The Joy (& Pain) of Raising Boys

Joshua 2 to 21 V2As the mother of three boys (age 13, 21 & 22), I am constantly learning new things about raising sons, which is very different from raising my daughters, now both 26-years-old. How do you raise a godly man? A man that will be caring, responsible, and confident; one that will be his family’s spiritual leader?

How do you mother someone who never stops moving long enough to have a conversation, who likes to pee outside, and is often found jumping off the highest thing he can find? A boy who has a vocabulary full of “whys” and whose favorite one-word answers are “good” and “nothing”…usually to “How was your day?” and “What did you do at school today?”

And then throw in the fact that boys just love their mamas. For example, my son Joshua has always made me feel like a rock star in my own home with the way he loves me. This bond and his sweet personality made it very hard for me to discipline him. When he did something wrong, he would immediately say he was sorry, and then hug me. This did not excuse him from the consequences of his actions, but his loving spirit definitely made his sentence lighter. I’ve always told the kids that you get more with sugar than you do vinegar!

He used that ability on his elementary school principal often. In 1st grade, I was tired of him getting sent to the office for behavior issues (like climbing on the urinals in the bathroom). I told him, “It’s not a good thing to visit the principal’s office. You only go there when your teacher doesn’t know what else to do with you.” He replied, “Well, she likes my hugs.” What was I supposed to do with that?

Although his early years were insanely rambunctious, Joshua also had this amazing sensitivity to the Holy Spirit. Once when I had a headache (but had not mentioned it to anyone), I felt his little hand on my shoulder. When I looked back, he was praying for me. Over the years, I’ve tried to help him understand that this is a special gift from God that he is to use to build His kingdom. But how do you know if you’ve done enough?

I recently had the opportunity to go to L.A. with Joshua and his band Rellen to meet their new producer and his amazing team of professionals (which included management, branding & PR, multimedia, life coach, stylist, car service, etc.). It was truly a “once-in-a-lifetime” trip. Watching my son interact with music business professionals and take direction in the studio from his producer was incredibly humbling. He made me so proud. He worked hard. Whatever he was asked to do, he did without hesitation, with a great attitude.

Once while recording vocal parts, his producer said, “Got it. You didn’t hold that last note out long enough, but it’s good.” Not satisfied, Joshua replied, “I can do it again.” To which his producer said, “Let’s get it.” Once more and it was perfect! That’s the kind of effort I wanted to see from him.

His effort and attitude was a far cry from the struggles we had just trying to get him to just clean his room. Was this the same boy? Did he grow up overnight?

It reminded me of the day he turned sixteen. We had a party at our home and I made chocolate fondue with strawberries, bananas, and all the fixings. Joshua was sitting on the couch with his friends (some of whom were girls) when I mentioned that the fondue was ready. He sarcastically replied, “You know I’m allergic to chocolate.” What? Since when?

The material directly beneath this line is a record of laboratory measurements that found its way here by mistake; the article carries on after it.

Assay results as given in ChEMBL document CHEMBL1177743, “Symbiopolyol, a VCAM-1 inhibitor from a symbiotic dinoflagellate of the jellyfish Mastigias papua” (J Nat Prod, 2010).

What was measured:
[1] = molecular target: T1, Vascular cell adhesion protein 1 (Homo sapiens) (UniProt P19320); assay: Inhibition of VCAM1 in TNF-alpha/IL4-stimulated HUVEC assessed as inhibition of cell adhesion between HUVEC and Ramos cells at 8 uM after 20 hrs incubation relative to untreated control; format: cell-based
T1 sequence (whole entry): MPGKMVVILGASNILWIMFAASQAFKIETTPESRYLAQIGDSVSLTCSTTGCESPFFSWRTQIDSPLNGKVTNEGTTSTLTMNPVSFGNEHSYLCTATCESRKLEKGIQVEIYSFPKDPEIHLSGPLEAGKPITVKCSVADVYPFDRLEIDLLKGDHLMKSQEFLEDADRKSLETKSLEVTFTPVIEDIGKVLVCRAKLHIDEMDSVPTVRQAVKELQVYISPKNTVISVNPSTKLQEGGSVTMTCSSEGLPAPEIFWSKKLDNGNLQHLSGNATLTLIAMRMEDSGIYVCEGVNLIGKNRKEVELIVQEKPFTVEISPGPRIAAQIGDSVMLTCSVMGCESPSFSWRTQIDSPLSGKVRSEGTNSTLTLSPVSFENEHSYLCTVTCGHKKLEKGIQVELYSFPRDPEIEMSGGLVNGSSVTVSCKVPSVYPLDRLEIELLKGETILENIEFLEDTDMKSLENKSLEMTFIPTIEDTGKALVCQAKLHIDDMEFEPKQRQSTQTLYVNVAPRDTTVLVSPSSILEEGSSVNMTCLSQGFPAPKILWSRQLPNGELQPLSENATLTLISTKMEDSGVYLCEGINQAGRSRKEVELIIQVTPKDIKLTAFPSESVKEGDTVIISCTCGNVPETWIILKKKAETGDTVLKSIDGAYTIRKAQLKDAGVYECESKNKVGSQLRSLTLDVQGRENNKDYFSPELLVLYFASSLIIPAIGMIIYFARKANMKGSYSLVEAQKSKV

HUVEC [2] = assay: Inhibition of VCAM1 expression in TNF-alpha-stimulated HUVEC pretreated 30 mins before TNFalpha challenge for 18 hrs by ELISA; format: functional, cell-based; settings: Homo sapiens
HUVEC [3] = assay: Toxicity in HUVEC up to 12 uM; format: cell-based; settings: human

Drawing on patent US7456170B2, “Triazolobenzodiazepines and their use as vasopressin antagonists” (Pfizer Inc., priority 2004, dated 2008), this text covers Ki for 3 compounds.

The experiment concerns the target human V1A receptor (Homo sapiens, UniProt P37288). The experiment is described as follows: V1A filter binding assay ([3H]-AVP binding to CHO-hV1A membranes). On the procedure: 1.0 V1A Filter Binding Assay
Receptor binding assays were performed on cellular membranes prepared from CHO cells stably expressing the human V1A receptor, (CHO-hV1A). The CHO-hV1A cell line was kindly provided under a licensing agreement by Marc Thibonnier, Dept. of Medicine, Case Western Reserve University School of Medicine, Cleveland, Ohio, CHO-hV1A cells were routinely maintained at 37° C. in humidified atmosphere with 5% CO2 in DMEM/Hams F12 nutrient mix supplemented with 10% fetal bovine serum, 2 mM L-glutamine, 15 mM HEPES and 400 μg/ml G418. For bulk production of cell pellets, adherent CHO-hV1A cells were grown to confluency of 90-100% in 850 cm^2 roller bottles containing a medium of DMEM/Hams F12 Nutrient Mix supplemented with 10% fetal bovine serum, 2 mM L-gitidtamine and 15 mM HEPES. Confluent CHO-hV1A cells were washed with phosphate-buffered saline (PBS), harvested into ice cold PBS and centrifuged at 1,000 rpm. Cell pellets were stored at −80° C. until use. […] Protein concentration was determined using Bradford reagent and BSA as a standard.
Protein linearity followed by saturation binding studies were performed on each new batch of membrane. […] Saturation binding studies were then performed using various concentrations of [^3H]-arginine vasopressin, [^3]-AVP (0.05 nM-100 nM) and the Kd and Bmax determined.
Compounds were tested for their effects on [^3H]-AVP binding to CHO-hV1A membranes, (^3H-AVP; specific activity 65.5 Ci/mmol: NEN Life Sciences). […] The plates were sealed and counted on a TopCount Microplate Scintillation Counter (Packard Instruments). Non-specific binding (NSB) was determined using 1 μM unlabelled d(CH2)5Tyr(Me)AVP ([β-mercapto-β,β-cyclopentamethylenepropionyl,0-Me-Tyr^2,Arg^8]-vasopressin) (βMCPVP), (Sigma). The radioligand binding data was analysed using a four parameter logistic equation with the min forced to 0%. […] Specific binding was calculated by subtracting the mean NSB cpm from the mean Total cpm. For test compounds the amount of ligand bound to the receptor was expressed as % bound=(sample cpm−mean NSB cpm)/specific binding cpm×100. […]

His attitude that night just progressively got worse towards me. It had happened overnight…my son was “killing the mother” just as Dr. James Dobson described in his book “Bringing up Boys.” This was the season in his life when he would begin to separate himself from me. He needed his own identity. I understood, but knowing that didn’t make it hurt any less, and yes, I cried.

Standing in that recording studio in L.A., I felt like crying again…actually I did. The first time they played Rellen’s new song and I heard Joshua’s voice, I just couldn’t hold back the tears. He was moving into a new season of his life…a season where he will make his own decisions, discover who he is, and stretch his wings.

Just like on his sixteenth birthday, I’m not ready for this season either. But these are the moments of parenthood where all of your character-building efforts are tested and proved; the moment when you realize you have done what God asked you to do:

“Train up a child in the way he should go,
and when he is old he will not depart from it.”

– Proverbs 22:6

My focus now has to be to fully rely on God to protect and guide Joshua. This is so different than shaping and molding him. My job now is to pray continuously for him; to provide advice when asked; and to provide support for him when things do not go as planned (because they never do).

It’s very easy to second-guess our parenting decisions. But I know that God entrusted me with being the mother of sons on purpose for His purpose. I’m going to enjoy this launching season in Joshua’s life, and be happy that I still have one more son to raise.

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The Secret to True Joy

joy

When I think about true joy, I always think about Christmas. It’s my favorite time of the year. The lights. The tree. Family & friends. Great food. Giving gifts.

Now I’ve had some memorable Christmases in my life.

Christmas 1980: Most Unexpected Christmas Surprise
My sister Alysia & I had just finished opening our gifts (there were not very many), when my Dad said, “Why don’t you see if Santa left something outside for you girls?” We ran to the front yard…nothing. We ran to the back yard and there it was, every young energetic girl’s dream…a big, beautiful trampoline! We burst through the back door in our pajamas and jumped on that trampoline in the cold for hours. I’m not sure I ever remember having so much fun!

Christmas 1993: Most Unforgettable Shopping Trip
I guess I should not have been surprised that this ever happened. I mean, Tommy’s first words to his son after I gave birth on November 12, 1993 were “Hail to the Redskins!” (singing it, of course). A few weeks later, we went to the toy store to Christmas shop for Ashley & Joshua. I walked back from the Barbie aisle to find the cart loaded with a hockey stick, football, baseball bat, and other assorted sporting goods. Tommy actually looked surprised when I said, “Put it all back. He’s a baby.” I think it’s rather ironic that instead of a sports star, Joshua turned out to be an amazing musician just like his Dad.